GOP official to resign after racial e-mail
UPDATE: State GOP Chairman Jim Greer tells Buzz he had a series of conversations with Carter last night and this morning, and she wound up giving her resignation to him. He put out a statement: Carol Carter has been a hard-working, loyal Republican for many years. I appreciate her many notable contributions to our party, but this action I have no tolerance for, regardless of the circumstances or intent. It is unfortunate that these types of emails, spread by just a few, distract others and dilute the message of the vast majority of Republicans throughout Florida and across the nation who are working hard to build and grow our party.
As I join Party leaders and our new RNC Chairman Michael Steele in Washington today to move forward with the transition of the Republican National Committee, I am encouraged by the strength of our new leader and look forward to working with him as we spread our Republican message to ALL Americans.
Carol Carter, a Republican state committeewoman representing Hillsborough County, will resign her post after the St. Petersburg Times reported she sent an e-mail attacked as racist. (Backstory here)
"I've known Carol for many, many years and I know she doesn't have a racist bone in her body," said Janice Torgersen, corresponding secretary for the Hillsborough County Republican Executive Committee.
However, Torgersen said Carter made an error in forwarding the e-mail, which questioned how "2,000,000 blacks get into Washington, D.C. in 1 day in sub zero temps when 200,000 couldn't get out of New Orleans in 85 degree temps with four days notice."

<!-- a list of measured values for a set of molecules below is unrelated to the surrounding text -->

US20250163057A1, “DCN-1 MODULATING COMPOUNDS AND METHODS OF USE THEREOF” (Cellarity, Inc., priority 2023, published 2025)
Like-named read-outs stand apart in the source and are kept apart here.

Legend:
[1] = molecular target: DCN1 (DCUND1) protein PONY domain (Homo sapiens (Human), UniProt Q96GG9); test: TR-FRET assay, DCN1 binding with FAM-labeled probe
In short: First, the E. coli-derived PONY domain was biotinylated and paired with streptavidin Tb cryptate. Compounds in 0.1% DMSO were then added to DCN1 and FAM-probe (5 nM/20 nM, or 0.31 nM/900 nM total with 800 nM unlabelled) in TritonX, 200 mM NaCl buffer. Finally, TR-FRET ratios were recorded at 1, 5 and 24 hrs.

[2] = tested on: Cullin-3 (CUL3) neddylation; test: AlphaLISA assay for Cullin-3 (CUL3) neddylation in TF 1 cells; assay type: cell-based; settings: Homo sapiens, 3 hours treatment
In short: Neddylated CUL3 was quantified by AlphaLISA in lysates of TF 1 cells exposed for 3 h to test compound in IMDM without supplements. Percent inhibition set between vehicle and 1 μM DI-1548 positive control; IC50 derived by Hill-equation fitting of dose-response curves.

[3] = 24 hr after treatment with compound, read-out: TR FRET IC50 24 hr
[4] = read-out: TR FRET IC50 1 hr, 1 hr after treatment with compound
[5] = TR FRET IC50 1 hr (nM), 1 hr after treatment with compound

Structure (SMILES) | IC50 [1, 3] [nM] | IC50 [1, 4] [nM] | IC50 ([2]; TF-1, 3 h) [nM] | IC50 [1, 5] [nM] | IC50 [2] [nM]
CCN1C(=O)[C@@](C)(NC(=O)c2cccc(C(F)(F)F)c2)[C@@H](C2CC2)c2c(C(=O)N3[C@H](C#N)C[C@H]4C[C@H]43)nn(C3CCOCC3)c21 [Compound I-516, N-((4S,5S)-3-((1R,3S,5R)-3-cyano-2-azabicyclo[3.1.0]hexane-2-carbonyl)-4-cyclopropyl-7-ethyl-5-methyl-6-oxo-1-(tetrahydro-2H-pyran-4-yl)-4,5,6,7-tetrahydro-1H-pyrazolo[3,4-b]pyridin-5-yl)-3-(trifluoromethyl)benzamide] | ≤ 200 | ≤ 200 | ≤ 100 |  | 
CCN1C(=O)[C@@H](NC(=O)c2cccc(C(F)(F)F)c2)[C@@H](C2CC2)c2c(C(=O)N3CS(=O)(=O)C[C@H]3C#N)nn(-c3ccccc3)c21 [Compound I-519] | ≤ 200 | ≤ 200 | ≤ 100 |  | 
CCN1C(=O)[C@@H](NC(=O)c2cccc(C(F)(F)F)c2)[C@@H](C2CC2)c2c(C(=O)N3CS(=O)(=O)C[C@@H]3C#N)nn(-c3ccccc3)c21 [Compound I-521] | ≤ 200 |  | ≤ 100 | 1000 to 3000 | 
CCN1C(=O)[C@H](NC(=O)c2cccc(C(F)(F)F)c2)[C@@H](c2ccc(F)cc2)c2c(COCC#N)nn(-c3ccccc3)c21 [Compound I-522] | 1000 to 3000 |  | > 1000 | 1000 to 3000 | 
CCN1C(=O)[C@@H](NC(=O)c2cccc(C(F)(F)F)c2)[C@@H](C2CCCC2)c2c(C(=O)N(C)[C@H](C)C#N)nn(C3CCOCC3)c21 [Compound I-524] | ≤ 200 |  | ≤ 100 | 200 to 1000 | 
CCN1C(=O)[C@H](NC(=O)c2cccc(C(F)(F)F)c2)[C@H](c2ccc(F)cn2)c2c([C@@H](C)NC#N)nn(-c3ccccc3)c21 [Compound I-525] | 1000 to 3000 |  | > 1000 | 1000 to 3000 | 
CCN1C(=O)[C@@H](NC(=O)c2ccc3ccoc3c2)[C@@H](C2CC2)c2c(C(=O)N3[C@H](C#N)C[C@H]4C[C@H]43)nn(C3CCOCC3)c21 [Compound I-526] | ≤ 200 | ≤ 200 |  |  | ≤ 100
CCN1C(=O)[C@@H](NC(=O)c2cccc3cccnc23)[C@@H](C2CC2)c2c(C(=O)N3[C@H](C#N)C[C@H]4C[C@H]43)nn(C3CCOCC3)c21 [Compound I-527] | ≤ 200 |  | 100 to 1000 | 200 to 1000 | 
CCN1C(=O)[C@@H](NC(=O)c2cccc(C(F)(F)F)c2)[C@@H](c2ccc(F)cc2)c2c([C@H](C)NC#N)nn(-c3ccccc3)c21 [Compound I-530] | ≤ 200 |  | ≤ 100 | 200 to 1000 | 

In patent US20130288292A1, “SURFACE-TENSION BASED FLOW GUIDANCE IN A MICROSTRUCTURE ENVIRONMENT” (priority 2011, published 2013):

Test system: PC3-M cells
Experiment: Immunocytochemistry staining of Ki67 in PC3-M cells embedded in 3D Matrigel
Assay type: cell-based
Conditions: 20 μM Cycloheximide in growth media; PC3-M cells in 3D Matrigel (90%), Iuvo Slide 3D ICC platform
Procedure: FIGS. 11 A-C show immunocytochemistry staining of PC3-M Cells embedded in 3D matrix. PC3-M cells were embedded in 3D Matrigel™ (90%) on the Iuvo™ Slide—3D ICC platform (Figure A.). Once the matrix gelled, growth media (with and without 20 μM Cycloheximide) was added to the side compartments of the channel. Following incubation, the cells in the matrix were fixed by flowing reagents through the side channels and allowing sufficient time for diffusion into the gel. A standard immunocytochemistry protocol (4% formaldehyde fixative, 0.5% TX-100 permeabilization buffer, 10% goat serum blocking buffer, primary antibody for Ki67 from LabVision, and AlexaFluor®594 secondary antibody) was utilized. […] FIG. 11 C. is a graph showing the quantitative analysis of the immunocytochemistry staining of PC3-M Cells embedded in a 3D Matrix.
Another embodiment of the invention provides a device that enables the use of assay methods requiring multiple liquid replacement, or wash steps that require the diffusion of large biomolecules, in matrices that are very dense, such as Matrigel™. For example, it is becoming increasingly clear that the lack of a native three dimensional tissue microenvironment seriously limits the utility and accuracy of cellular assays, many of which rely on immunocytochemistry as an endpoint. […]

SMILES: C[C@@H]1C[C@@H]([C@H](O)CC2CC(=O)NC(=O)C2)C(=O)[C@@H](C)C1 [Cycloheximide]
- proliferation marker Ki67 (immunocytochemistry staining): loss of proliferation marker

"We can't condone it. There's no place for it in our party," Torgersen said of Carter's behavior. "At the same time, I'm tragically sad to be losing someone like her. Why do intelligent people do dumb things? That's the question."
Hillsborough Republicans also took heat in the days before the presidential election when the group's former chairman David Storck forwarded an e-mail warning of the threat of carloads of black people going to the polls to vote for Barack Obama, and former state party finance chairman Al Austin apologized for forwarding an e-mail joke referring to the assassination of Obama.
"Our party is is the party of Abraham Lincoln, is the party that has fought traditionally for African-Americans," Torgersen said. "And now for the third time this year to be accused of racism is a stake in our heart."
Backstory: Hillsborough GOP official rebuked for racial e-mail joke, Feb. 5
Janet Zink, Times Staff Writer